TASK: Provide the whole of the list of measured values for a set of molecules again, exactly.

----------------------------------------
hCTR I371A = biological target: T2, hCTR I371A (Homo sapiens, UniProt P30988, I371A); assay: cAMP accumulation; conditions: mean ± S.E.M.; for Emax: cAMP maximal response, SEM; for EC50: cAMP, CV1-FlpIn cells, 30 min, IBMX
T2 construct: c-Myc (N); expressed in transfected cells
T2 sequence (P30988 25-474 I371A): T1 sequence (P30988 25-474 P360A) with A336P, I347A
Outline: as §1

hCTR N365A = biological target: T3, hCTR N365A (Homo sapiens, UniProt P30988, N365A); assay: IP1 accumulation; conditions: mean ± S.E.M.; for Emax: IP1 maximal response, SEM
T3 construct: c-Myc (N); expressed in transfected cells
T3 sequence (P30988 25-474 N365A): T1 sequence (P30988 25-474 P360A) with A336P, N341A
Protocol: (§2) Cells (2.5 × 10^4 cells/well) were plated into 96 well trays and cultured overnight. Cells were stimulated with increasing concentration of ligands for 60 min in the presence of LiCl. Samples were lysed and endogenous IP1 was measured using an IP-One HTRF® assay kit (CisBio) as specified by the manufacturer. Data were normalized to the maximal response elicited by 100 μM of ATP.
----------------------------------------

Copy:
hCTR I371A = biological target: T2, hCTR I371A (Homo sapiens, UniProt P30988, I371A); assay: cAMP accumulation; conditions: mean ± S.E.M.; for Emax: cAMP maximal response, SEM; for EC50: cAMP, CV1-FlpIn cells, 30 min, IBMX
T2 construct: c-Myc (N); expressed in transfected cells
T2 sequence (P30988 25-474 I371A): T1 sequence (P30988 25-474 P360A) with A336P, I347A
Outline: as §1

hCTR N365A = biological target: T3, hCTR N365A (Homo sapiens, UniProt P30988, N365A); assay: IP1 accumulation; conditions: mean ± S.E.M.; for Emax: IP1 maximal response, SEM
T3 construct: c-Myc (N); expressed in transfected cells
T3 sequence (P30988 25-474 N365A): T1 sequence (P30988 25-474 P360A) with A336P, N341A
Protocol: (§2) Cells (2.5 × 10^4 cells/well) were plated into 96 well trays and cultured overnight. Cells were stimulated with increasing concentration of ligands for 60 min in the presence of LiCl. Samples were lysed and endogenous IP1 was measured using an IP-One HTRF® assay kit (CisBio) as specified by the manufacturer. Data were normalized to the maximal response elicited by 100 μM of ATP.